But at this point it seems to me that we’re facing Manzi’s problem of “causal density.” Especially given Steve and my relative lack of knowledge and expertise about the mortgage market, there are simply too many factors at play to give any of those surmises much credence.

I, for instance, have no idea how much control states have over lending standards. (Ten seconds of googling later, I now know more. Answer, not much. American Bankers’ Association: “it is critical that any new predatory lending law does not alter the current regulatory structure by making federally chartered institutions subject to state regulation.”)

So where does that leave me? I’m somewhat more convinced that blue policies can result in larger state budget deficits in recessions. But based on the info here, I haven’t learned anything about which policies do that causing. Voting for Obama “obviously” isn’t the cause. So what is?

The spreadsheet with data sources is here.







4 responses to “Did Democrats’ Policies Create Big State Budget Deficits?”

  1. jazzbumpa Avatar

    What you have basically is a clustered cloud with outliers.

    Drop S. Dak, Neb, and Wyo, and the correlation for Obama vote vs deficit gap drops to 0.19.

    Looking for a state govt. policy cause strikes me as being largely specious.

    Beyond the mortgage situation, what other factors affect state budget shortfalls. How about federal infusions?

    And when 50 out out 50 states are running deficits, is it the right time to be making these kinds of judgments?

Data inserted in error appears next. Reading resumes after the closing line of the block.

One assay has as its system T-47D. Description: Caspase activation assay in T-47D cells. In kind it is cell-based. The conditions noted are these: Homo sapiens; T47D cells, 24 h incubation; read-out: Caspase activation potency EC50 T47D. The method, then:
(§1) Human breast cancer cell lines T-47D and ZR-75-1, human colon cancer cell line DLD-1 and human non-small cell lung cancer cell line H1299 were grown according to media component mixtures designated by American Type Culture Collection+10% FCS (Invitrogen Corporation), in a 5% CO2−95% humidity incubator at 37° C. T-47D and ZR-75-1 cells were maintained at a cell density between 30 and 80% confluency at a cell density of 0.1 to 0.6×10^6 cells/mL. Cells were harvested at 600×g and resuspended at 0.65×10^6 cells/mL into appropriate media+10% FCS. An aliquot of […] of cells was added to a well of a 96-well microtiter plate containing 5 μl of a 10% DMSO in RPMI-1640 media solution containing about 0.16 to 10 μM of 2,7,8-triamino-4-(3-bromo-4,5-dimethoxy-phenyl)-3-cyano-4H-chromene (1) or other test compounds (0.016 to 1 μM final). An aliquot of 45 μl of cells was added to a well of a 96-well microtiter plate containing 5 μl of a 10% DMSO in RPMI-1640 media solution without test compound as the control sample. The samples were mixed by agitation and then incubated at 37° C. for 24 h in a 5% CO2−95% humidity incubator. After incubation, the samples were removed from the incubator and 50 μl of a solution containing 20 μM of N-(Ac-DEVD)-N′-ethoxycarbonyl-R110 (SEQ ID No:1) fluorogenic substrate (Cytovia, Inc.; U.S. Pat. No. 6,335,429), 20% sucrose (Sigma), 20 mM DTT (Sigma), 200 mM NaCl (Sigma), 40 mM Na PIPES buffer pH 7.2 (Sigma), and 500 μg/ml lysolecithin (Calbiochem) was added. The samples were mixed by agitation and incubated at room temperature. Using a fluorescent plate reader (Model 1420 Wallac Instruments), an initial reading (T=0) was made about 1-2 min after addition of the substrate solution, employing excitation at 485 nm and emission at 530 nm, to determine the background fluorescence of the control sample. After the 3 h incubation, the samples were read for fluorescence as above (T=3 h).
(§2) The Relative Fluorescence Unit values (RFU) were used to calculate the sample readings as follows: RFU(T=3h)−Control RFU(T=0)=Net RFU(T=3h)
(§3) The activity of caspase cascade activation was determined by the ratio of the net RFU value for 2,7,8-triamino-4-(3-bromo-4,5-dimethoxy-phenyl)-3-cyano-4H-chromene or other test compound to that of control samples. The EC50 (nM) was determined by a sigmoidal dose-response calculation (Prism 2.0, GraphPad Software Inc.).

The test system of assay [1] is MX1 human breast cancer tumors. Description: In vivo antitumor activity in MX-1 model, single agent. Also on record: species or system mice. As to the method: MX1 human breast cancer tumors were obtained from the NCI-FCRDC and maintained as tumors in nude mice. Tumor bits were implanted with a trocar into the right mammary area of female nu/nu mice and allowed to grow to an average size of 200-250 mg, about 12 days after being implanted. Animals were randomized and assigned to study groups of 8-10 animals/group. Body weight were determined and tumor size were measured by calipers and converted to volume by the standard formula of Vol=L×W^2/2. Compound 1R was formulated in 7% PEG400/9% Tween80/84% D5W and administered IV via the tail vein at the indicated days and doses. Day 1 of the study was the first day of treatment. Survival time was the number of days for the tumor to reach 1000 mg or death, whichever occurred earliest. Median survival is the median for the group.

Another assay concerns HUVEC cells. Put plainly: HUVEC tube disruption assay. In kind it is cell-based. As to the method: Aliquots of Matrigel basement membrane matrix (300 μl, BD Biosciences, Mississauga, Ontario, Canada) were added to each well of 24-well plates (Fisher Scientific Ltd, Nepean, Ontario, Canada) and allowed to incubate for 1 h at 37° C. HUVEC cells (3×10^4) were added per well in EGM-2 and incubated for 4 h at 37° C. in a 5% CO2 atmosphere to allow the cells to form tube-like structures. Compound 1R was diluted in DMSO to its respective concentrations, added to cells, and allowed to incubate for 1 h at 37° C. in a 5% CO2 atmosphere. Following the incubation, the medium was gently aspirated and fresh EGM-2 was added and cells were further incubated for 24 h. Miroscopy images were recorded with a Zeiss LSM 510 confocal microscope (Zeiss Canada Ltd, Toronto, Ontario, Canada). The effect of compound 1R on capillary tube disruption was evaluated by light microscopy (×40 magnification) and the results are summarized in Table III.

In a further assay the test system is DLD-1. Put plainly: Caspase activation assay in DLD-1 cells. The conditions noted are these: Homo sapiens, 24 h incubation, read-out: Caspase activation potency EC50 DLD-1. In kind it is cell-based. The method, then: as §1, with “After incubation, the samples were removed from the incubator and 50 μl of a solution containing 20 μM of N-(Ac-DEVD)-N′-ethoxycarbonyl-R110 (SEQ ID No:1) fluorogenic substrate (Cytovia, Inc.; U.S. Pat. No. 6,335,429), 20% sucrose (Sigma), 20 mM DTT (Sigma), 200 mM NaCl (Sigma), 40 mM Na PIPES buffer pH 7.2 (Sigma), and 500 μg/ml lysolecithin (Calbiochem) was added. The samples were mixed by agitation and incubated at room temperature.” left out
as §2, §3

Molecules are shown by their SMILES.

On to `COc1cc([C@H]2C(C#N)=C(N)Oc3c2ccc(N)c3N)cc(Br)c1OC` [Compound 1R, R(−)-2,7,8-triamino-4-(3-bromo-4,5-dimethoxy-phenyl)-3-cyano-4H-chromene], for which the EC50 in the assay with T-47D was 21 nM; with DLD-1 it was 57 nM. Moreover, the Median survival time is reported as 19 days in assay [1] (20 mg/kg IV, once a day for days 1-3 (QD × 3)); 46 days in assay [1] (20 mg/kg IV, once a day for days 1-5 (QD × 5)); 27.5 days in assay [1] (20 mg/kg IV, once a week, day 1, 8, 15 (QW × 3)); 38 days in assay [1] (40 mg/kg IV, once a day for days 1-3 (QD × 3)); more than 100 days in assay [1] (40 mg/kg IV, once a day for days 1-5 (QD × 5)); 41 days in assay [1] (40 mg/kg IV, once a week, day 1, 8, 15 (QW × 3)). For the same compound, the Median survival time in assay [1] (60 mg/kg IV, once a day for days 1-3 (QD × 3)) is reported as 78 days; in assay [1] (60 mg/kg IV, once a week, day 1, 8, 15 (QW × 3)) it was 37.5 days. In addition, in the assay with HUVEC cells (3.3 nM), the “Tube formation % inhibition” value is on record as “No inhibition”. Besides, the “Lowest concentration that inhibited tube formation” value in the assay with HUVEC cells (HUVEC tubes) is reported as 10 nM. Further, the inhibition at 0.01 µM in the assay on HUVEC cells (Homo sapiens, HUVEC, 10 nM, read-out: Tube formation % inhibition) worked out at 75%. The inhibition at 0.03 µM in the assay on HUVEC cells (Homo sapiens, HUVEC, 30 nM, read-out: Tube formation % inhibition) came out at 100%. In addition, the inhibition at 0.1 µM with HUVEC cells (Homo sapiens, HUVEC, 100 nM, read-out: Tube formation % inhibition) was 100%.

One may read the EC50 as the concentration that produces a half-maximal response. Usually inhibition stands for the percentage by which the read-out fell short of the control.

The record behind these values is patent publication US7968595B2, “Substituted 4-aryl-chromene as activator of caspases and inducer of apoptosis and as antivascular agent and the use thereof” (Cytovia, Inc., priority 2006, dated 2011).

2. Asymptosis Avatar

    Those don’t look like outliers to me. Seems like just dumping points from the sample to change the results…

    I don’t think it’s crazy to suggest that state policies could have resulted in greater or smaller recession deficits. Though of course other factors — yeah, federal transfers, and demographics, of course — could be much bigger factors.

    Otherwise, I’m with ya.

  3. Steve Broback Avatar

    Er, ah don’t forget that I omitted two Red states who had surpluses. I am being generous. The correlation is actually greater than .32. Feel free to read my post. No doubt there are lots of factors that correlate to deficits, but shouldn’t all progressives have expected a diffuse cloud with zero correlation? We’re far from that. This can’t be ignored. It’s no proof of causality, but sheesh…

  4. Sean Avatar

    Huh? Why would there be a zero correlation? We’ve long known that large urban populations vote Democrat. The largest housing bubbles were in big cities and other places where people actually want to live. Wow, shocking there was no housing bubble in Buttf*ck, Mississipi or Marriedcousins, Alabama so they’re not suffering a deficit?